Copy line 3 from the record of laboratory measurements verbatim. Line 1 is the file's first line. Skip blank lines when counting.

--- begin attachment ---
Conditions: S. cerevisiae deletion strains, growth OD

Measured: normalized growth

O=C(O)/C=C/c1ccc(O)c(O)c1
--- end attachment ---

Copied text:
O=C(O)/C=C/c1ccc(O)c(O)c1